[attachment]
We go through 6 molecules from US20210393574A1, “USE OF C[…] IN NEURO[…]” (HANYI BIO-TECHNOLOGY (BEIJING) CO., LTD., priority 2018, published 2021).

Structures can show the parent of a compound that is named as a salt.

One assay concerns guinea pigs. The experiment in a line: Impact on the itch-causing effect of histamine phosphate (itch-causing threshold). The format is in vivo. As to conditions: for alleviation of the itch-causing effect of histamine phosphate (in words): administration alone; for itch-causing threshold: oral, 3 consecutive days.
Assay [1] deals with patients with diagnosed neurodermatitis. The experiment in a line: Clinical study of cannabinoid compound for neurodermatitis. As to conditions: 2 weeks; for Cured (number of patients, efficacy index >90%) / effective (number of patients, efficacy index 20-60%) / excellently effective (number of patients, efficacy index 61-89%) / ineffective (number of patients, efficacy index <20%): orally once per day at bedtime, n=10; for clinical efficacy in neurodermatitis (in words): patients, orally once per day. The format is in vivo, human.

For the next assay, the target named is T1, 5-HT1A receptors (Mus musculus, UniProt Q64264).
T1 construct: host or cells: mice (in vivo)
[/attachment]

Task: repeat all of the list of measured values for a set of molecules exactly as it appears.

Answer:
We go through 6 molecules from US20210393574A1, “USE OF C[…] IN NEURO[…]” (HANYI BIO-TECHNOLOGY (BEIJING) CO., LTD., priority 2018, published 2021).

Structures can show the parent of a compound that is named as a salt.

One assay concerns guinea pigs. The experiment in a line: Impact on the itch-causing effect of histamine phosphate (itch-causing threshold). The format is in vivo. As to conditions: for alleviation of the itch-causing effect of histamine phosphate (in words): administration alone; for itch-causing threshold: oral, 3 consecutive days.
Assay [1] deals with patients with diagnosed neurodermatitis. The experiment in a line: Clinical study of cannabinoid compound for neurodermatitis. As to conditions: 2 weeks; for Cured (number of patients, efficacy index >90%) / effective (number of patients, efficacy index 20-60%) / excellently effective (number of patients, efficacy index 61-89%) / ineffective (number of patients, efficacy index <20%): orally once per day at bedtime, n=10; for clinical efficacy in neurodermatitis (in words): patients, orally once per day. The format is in vivo, human.

For the next assay, the target named is T1, 5-HT1A receptors (Mus musculus, UniProt Q64264).
T1 construct: host or cells: mice (in vivo)